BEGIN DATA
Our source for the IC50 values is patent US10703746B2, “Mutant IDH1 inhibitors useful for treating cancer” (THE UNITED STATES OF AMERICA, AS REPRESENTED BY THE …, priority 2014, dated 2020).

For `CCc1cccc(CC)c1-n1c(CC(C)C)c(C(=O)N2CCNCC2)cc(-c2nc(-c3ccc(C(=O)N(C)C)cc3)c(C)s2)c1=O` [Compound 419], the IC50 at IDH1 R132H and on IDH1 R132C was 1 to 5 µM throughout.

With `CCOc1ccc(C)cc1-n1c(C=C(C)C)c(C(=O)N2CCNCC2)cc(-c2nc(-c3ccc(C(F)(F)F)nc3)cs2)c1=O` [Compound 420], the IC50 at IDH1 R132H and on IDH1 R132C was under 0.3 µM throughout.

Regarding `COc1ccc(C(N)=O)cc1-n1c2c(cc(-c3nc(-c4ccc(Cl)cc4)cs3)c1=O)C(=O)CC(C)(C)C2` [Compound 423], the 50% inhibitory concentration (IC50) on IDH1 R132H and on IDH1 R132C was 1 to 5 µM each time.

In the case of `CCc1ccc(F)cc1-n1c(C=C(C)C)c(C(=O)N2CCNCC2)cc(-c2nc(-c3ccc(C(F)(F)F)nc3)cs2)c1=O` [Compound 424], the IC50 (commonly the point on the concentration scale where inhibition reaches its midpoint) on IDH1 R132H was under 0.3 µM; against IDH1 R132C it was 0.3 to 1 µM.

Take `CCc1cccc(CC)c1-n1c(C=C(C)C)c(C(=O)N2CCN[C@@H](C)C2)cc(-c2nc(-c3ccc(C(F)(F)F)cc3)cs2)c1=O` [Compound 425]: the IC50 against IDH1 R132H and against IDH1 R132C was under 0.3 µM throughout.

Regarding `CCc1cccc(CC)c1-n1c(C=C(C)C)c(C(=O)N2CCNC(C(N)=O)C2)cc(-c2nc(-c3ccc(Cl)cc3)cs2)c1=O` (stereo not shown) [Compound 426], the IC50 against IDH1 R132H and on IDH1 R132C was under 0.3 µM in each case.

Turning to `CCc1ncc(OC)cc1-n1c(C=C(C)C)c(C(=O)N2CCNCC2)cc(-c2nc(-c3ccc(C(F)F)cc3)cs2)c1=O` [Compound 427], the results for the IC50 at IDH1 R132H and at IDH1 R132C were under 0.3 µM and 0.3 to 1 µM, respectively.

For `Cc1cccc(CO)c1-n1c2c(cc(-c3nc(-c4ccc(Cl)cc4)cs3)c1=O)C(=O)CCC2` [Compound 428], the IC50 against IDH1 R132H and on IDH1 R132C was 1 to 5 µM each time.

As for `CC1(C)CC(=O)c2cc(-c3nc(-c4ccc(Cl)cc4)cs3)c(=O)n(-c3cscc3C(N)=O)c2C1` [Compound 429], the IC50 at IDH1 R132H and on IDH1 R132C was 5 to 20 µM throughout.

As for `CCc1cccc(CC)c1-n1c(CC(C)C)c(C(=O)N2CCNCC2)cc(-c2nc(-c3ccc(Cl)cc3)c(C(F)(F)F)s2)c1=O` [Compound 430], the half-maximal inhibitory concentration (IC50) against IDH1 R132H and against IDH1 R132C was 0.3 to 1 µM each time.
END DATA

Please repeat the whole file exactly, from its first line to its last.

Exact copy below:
Our source for the IC50 values is patent US10703746B2, “Mutant IDH1 inhibitors useful for treating cancer” (THE UNITED STATES OF AMERICA, AS REPRESENTED BY THE …, priority 2014, dated 2020).

For `CCc1cccc(CC)c1-n1c(CC(C)C)c(C(=O)N2CCNCC2)cc(-c2nc(-c3ccc(C(=O)N(C)C)cc3)c(C)s2)c1=O` [Compound 419], the IC50 at IDH1 R132H and on IDH1 R132C was 1 to 5 µM throughout.

With `CCOc1ccc(C)cc1-n1c(C=C(C)C)c(C(=O)N2CCNCC2)cc(-c2nc(-c3ccc(C(F)(F)F)nc3)cs2)c1=O` [Compound 420], the IC50 at IDH1 R132H and on IDH1 R132C was under 0.3 µM throughout.

Regarding `COc1ccc(C(N)=O)cc1-n1c2c(cc(-c3nc(-c4ccc(Cl)cc4)cs3)c1=O)C(=O)CC(C)(C)C2` [Compound 423], the 50% inhibitory concentration (IC50) on IDH1 R132H and on IDH1 R132C was 1 to 5 µM each time.

In the case of `CCc1ccc(F)cc1-n1c(C=C(C)C)c(C(=O)N2CCNCC2)cc(-c2nc(-c3ccc(C(F)(F)F)nc3)cs2)c1=O` [Compound 424], the IC50 (commonly the point on the concentration scale where inhibition reaches its midpoint) on IDH1 R132H was under 0.3 µM; against IDH1 R132C it was 0.3 to 1 µM.

Take `CCc1cccc(CC)c1-n1c(C=C(C)C)c(C(=O)N2CCN[C@@H](C)C2)cc(-c2nc(-c3ccc(C(F)(F)F)cc3)cs2)c1=O` [Compound 425]: the IC50 against IDH1 R132H and against IDH1 R132C was under 0.3 µM throughout.

Regarding `CCc1cccc(CC)c1-n1c(C=C(C)C)c(C(=O)N2CCNC(C(N)=O)C2)cc(-c2nc(-c3ccc(Cl)cc3)cs2)c1=O` (stereo not shown) [Compound 426], the IC50 against IDH1 R132H and on IDH1 R132C was under 0.3 µM in each case.

Turning to `CCc1ncc(OC)cc1-n1c(C=C(C)C)c(C(=O)N2CCNCC2)cc(-c2nc(-c3ccc(C(F)F)cc3)cs2)c1=O` [Compound 427], the results for the IC50 at IDH1 R132H and at IDH1 R132C were under 0.3 µM and 0.3 to 1 µM, respectively.

For `Cc1cccc(CO)c1-n1c2c(cc(-c3nc(-c4ccc(Cl)cc4)cs3)c1=O)C(=O)CCC2` [Compound 428], the IC50 against IDH1 R132H and on IDH1 R132C was 1 to 5 µM each time.

As for `CC1(C)CC(=O)c2cc(-c3nc(-c4ccc(Cl)cc4)cs3)c(=O)n(-c3cscc3C(N)=O)c2C1` [Compound 429], the IC50 at IDH1 R132H and on IDH1 R132C was 5 to 20 µM throughout.

As for `CCc1cccc(CC)c1-n1c(CC(C)C)c(C(=O)N2CCNCC2)cc(-c2nc(-c3ccc(Cl)cc3)c(C(F)(F)F)s2)c1=O` [Compound 430], the half-maximal inhibitory concentration (IC50) against IDH1 R132H and against IDH1 R132C was 0.3 to 1 µM each time.